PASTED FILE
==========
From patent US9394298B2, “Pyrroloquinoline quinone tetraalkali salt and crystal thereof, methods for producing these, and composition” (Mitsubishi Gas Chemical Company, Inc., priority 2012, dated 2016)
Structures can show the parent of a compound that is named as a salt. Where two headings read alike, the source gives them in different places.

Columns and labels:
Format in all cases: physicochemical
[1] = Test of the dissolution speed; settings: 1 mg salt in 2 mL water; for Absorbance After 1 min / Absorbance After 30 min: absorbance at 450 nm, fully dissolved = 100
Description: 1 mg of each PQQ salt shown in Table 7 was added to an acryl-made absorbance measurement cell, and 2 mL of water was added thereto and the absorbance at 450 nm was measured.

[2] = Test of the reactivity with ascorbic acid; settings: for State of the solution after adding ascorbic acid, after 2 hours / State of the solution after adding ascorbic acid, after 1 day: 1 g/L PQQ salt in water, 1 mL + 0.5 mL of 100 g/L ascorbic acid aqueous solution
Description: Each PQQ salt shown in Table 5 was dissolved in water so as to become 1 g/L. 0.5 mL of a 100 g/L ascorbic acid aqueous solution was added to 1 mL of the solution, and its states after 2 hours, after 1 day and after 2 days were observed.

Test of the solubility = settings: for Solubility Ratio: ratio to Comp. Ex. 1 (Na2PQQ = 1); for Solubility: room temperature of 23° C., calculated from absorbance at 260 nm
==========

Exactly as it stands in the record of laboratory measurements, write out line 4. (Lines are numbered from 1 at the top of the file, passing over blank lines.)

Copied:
Format in all cases: physicochemical